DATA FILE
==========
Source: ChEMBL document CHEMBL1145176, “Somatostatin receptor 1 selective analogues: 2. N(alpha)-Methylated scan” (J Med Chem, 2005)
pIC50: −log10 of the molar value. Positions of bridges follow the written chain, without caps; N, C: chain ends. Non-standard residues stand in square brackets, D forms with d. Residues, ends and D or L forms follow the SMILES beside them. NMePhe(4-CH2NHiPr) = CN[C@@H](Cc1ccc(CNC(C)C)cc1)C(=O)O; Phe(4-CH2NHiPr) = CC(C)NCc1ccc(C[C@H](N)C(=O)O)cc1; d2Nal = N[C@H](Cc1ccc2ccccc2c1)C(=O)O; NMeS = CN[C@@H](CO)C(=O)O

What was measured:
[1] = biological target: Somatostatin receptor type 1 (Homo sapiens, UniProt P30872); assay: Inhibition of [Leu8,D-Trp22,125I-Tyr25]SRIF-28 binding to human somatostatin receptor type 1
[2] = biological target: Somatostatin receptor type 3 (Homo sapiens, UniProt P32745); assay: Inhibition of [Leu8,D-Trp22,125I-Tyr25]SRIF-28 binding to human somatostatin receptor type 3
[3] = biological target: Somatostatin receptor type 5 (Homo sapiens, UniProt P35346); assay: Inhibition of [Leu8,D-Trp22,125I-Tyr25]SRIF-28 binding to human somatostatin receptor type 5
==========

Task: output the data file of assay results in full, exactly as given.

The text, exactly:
Source: ChEMBL document CHEMBL1145176, “Somatostatin receptor 1 selective analogues: 2. N(alpha)-Methylated scan” (J Med Chem, 2005)
pIC50: −log10 of the molar value. Positions of bridges follow the written chain, without caps; N, C: chain ends. Non-standard residues stand in square brackets, D forms with d. Residues, ends and D or L forms follow the SMILES beside them. NMePhe(4-CH2NHiPr) = CN[C@@H](Cc1ccc(CNC(C)C)cc1)C(=O)O; Phe(4-CH2NHiPr) = CC(C)NCc1ccc(C[C@H](N)C(=O)O)cc1; d2Nal = N[C@H](Cc1ccc2ccccc2c1)C(=O)O; NMeS = CN[C@@H](CO)C(=O)O

What was measured:
[1] = biological target: Somatostatin receptor type 1 (Homo sapiens, UniProt P30872); assay: Inhibition of [Leu8,D-Trp22,125I-Tyr25]SRIF-28 binding to human somatostatin receptor type 1
[2] = biological target: Somatostatin receptor type 3 (Homo sapiens, UniProt P32745); assay: Inhibition of [Leu8,D-Trp22,125I-Tyr25]SRIF-28 binding to human somatostatin receptor type 3
[3] = biological target: Somatostatin receptor type 5 (Homo sapiens, UniProt P35346); assay: Inhibition of [Leu8,D-Trp22,125I-Tyr25]SRIF-28 binding to human somatostatin receptor type 5